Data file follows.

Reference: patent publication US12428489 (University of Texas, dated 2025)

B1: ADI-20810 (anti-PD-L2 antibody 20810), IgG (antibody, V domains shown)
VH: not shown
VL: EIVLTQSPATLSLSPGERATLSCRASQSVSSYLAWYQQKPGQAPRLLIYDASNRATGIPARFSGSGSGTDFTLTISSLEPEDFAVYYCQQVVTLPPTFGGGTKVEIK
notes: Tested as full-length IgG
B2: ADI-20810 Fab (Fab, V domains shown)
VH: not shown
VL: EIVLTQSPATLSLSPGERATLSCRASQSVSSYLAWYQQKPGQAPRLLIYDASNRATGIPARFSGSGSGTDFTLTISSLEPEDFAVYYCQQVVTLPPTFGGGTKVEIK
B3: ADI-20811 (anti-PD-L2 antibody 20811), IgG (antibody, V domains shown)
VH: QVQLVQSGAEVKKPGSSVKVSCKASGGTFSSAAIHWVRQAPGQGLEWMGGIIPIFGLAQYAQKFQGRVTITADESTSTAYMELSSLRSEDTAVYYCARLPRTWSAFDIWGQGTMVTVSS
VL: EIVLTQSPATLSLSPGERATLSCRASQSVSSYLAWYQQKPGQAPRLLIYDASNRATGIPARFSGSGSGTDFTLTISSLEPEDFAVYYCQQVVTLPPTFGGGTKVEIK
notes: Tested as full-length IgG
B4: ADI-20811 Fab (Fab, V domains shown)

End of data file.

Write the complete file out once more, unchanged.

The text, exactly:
Reference: patent publication US12428489 (University of Texas, dated 2025)

B1: ADI-20810 (anti-PD-L2 antibody 20810), IgG (antibody, V domains shown)
VH: not shown
VL: EIVLTQSPATLSLSPGERATLSCRASQSVSSYLAWYQQKPGQAPRLLIYDASNRATGIPARFSGSGSGTDFTLTISSLEPEDFAVYYCQQVVTLPPTFGGGTKVEIK
notes: Tested as full-length IgG
B2: ADI-20810 Fab (Fab, V domains shown)
VH: not shown
VL: EIVLTQSPATLSLSPGERATLSCRASQSVSSYLAWYQQKPGQAPRLLIYDASNRATGIPARFSGSGSGTDFTLTISSLEPEDFAVYYCQQVVTLPPTFGGGTKVEIK
B3: ADI-20811 (anti-PD-L2 antibody 20811), IgG (antibody, V domains shown)
VH: QVQLVQSGAEVKKPGSSVKVSCKASGGTFSSAAIHWVRQAPGQGLEWMGGIIPIFGLAQYAQKFQGRVTITADESTSTAYMELSSLRSEDTAVYYCARLPRTWSAFDIWGQGTMVTVSS
VL: EIVLTQSPATLSLSPGERATLSCRASQSVSSYLAWYQQKPGQAPRLLIYDASNRATGIPARFSGSGSGTDFTLTISSLEPEDFAVYYCQQVVTLPPTFGGGTKVEIK
notes: Tested as full-length IgG
B4: ADI-20811 Fab (Fab, V domains shown)